Five houses in a Prince George’s County neighborhood have been deemed unsafe and 23 others have had to be evacuated after a chunk of earth dislodged beneath the properties over the weekend and slid downward, triggering a water main break and destabilizing the road to the homes.

And for residents it is not clear when they’ll be able to return.

Prince George’s County government officials said the road collapse occurred on Piscataway Drive in Fort Washington. Geo-technical engineers called it a “slope failure,” a sort of lower-grade landslide.

The strip of land that is collapsing is about 1,500 feet long, said Darrell Mobley, director of the county’s Department of Public Works and Transportation. Trees up to 200 feet tall are falling, taking power lines with them.

Now officials are rushing to assess the situation and devise a plan for restoring the area’s structural integrity.

“It will take at least two weeks timeframe for them to determine an appropriate short term solution to the problem,” Mobley said. “It’s too early to determine” when residents can return.

The soil, which contains Marlboro clay, is known to become unstable when exposed to air and water, county officials said.

A dramatic crack has split the middle of a street in the neighborhood, made up of large, single-family, custom-made houses.

Officials said they saw Piscataway Drive, a dead-end street that cascades downhill to the Potomac River tributary Piscataway Creek, start to crack over the weekend. County and Washington Suburban Sanitary Commission workers went to the area three times to repair the break but eventually told residents Sunday the situation had deteriorated, said Aubrey Thagard, assistant deputy chief administrative officer for the county’s office of economic development and public infrastructure.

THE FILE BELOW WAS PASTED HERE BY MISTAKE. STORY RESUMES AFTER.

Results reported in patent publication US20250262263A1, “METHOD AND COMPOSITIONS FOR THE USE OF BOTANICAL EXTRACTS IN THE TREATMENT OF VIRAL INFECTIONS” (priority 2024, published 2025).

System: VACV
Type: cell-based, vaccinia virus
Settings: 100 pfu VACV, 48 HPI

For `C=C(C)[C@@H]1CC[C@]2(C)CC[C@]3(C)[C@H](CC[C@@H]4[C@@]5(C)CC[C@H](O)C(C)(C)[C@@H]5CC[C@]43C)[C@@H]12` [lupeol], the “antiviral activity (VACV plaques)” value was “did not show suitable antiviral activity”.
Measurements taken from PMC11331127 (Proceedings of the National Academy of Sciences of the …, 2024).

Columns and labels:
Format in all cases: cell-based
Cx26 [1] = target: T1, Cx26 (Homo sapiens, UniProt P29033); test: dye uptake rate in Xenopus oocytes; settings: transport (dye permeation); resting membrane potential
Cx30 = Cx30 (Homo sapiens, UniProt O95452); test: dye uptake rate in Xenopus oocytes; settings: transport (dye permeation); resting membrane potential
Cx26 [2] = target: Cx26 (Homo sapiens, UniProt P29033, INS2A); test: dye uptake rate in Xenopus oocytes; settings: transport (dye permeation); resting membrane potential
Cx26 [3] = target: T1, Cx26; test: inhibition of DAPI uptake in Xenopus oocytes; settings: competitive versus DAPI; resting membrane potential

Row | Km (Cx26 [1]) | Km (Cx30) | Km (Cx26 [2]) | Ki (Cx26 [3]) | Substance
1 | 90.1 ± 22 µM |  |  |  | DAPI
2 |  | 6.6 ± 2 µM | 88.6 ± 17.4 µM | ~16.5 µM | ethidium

Prince George’s officials are hoping to have more information on Tuesday about the sloping, but they said they think the significant rainfall last week may have caused the soil to shift.

But some frustrated residents said the sloping land is not a new problem.

“We have had smaller mudslides for the last 10 years,” said homeowner Dawn Taylor. “The county has come and patched-job the cracks in our slopes but they have not fixed it.”

Resident Sue Howland arrived on the scene and burst into tears. Her husband is an amputee who can’t get around on his own, and she takes care of 20 cats.

“This is our dream house and I didn’t know if we’re facing never seeing it again,” said Howland, who, overcome with emotion, fell into a county employee’s arms.

Officials were working to help her husband out of the home and find shelter for the couple as well as their pets.

An information center has been set up at Harmony Hall Regional Center on Livingston Road. County officials will work with the American Red Cross to shelter displaced homeowners, though many said they would be staying with friends or family. Family services also will be providing meals at Harmony Hall to those forced to evacuate.

At least one resident didn’t understand why county officials were forcing people out.

“I don’t want to leave, the county is being unreasonable,” said John Schnizlein, waving his orange mandatory evacuation notice that had been taped onto his front door.

Schnizlein, a 19-year resident of the neighborhood, said the water main has broken several times before and he, along with several neighbors, is determined to stay.

“Our goal is to get you back as soon as we can, safely,” Gary Cunningham, of the county’s Department of Permitting, Inspections and Enforcement, told Schnizlein.

But Schnizlein was determined to stay. He said if he needed water for the bathroom he would get it from the nearby creek.